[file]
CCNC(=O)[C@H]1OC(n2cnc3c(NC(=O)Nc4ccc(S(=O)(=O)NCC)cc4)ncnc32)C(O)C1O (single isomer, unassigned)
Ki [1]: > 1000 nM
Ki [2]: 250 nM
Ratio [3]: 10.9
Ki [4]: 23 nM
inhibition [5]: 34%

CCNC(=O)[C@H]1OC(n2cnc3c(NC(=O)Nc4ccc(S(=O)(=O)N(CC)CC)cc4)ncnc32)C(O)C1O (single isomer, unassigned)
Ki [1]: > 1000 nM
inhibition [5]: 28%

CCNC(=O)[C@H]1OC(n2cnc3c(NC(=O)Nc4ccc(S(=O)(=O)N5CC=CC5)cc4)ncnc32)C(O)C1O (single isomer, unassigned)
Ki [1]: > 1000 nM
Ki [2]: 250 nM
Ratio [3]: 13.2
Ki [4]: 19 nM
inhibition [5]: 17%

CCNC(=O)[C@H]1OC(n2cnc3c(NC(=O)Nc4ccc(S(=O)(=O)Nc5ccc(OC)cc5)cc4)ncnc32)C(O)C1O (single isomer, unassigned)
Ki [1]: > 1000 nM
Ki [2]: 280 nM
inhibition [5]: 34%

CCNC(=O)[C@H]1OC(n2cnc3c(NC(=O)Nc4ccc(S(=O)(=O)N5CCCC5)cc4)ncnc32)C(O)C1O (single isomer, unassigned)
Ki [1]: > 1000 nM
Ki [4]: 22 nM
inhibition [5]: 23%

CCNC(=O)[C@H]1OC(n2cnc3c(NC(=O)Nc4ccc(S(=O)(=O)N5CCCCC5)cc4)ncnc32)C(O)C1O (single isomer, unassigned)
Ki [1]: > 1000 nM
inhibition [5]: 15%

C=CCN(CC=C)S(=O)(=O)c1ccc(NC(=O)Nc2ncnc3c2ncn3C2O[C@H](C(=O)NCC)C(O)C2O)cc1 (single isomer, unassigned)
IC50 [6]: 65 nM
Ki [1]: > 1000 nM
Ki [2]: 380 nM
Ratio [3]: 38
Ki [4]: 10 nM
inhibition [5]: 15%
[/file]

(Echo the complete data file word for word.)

CCNC(=O)[C@H]1OC(n2cnc3c(NC(=O)Nc4ccc(S(=O)(=O)NCC)cc4)ncnc32)C(O)C1O (single isomer, unassigned)
Ki [1]: > 1000 nM
Ki [2]: 250 nM
Ratio [3]: 10.9
Ki [4]: 23 nM
inhibition [5]: 34%

CCNC(=O)[C@H]1OC(n2cnc3c(NC(=O)Nc4ccc(S(=O)(=O)N(CC)CC)cc4)ncnc32)C(O)C1O (single isomer, unassigned)
Ki [1]: > 1000 nM
inhibition [5]: 28%

CCNC(=O)[C@H]1OC(n2cnc3c(NC(=O)Nc4ccc(S(=O)(=O)N5CC=CC5)cc4)ncnc32)C(O)C1O (single isomer, unassigned)
Ki [1]: > 1000 nM
Ki [2]: 250 nM
Ratio [3]: 13.2
Ki [4]: 19 nM
inhibition [5]: 17%

CCNC(=O)[C@H]1OC(n2cnc3c(NC(=O)Nc4ccc(S(=O)(=O)Nc5ccc(OC)cc5)cc4)ncnc32)C(O)C1O (single isomer, unassigned)
Ki [1]: > 1000 nM
Ki [2]: 280 nM
inhibition [5]: 34%

CCNC(=O)[C@H]1OC(n2cnc3c(NC(=O)Nc4ccc(S(=O)(=O)N5CCCC5)cc4)ncnc32)C(O)C1O (single isomer, unassigned)
Ki [1]: > 1000 nM
Ki [4]: 22 nM
inhibition [5]: 23%

CCNC(=O)[C@H]1OC(n2cnc3c(NC(=O)Nc4ccc(S(=O)(=O)N5CCCCC5)cc4)ncnc32)C(O)C1O (single isomer, unassigned)
Ki [1]: > 1000 nM
inhibition [5]: 15%

C=CCN(CC=C)S(=O)(=O)c1ccc(NC(=O)Nc2ncnc3c2ncn3C2O[C@H](C(=O)NCC)C(O)C2O)cc1 (single isomer, unassigned)
IC50 [6]: 65 nM
Ki [1]: > 1000 nM
Ki [2]: 380 nM
Ratio [3]: 38
Ki [4]: 10 nM
inhibition [5]: 15%